Calamu: The Next Generation of Data Protection
Apple has finally decided to pay taxes in the US. The iPhone and iPad giant will make a one-off tax payment of $38 billion for the repatriation of its profits overseas.
Until now, Apple had been reluctant to bring back its profits into the US because simply transferring the money could have cost the company much more than $38 billion. This is because the previous tax regime would have required Apple to pay 35 per cent on any money it transfers into the US, so if the amount brought in were $200 billion, it would have had to pay $70 billion, and so on.
The current agreement is probably partly the result of the US President Donald Trump’s administration’s direct lobbying of Apple to not only bring back some of its money into the US, but also, more importantly perhaps, to invest more money in the company’s US manufacturing and operations. To that end, Apple has pledged to invest “more than $30 billion” into its operations in the US, according to the Financial Times.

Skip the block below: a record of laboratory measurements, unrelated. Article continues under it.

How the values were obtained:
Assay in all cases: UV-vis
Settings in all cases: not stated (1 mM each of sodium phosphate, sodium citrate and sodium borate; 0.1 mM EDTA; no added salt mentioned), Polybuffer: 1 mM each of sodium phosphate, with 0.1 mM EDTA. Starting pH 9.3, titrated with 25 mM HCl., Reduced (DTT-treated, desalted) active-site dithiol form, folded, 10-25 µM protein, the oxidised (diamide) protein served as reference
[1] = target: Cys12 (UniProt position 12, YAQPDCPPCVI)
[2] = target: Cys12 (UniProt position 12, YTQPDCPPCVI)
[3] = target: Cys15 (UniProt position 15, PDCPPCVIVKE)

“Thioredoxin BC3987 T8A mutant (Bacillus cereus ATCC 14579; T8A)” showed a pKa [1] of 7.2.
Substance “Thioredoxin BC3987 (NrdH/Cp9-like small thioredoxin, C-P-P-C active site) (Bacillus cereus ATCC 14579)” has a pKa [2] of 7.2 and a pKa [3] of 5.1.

The new investment would go into Apple’s brand new, spaceship-like campus in Cupertino, California, and its data centres. In total, says the FT, Apple’s investment would represent a “direct contribution” of $350 billion to the US economy. The way this figure is calculated would suggest a general belief that every dollar invested in manufacturing tends to generate ten times the amount of the initial investment in the wider economy, mainly because manufacturing operations tend to be complex and require partnerships with many different suppliers.
Trump quickly claimed credit for Apple’s decision, with the president tweeting: “I promised that my policies would allow companies like Apple to bring massive amounts of money back to the United States. Great to see Apple follow through as a result of TAX CUTS.” Trump was implying that his administration’s new tax policy is responsible for Apple CEO Tim Cook’s decision to repatriate the company’s huge cash mountain. However, speaking to ABC News, Cook said Trump’s new tax regime was only partly responsible for the move. “There are large parts of this that are a result of the tax reform and there’s large parts that we would have done in any situation,” said Cook. Cook added: “I do believe the corporate tax will result in job creation and a faster-growing economy.”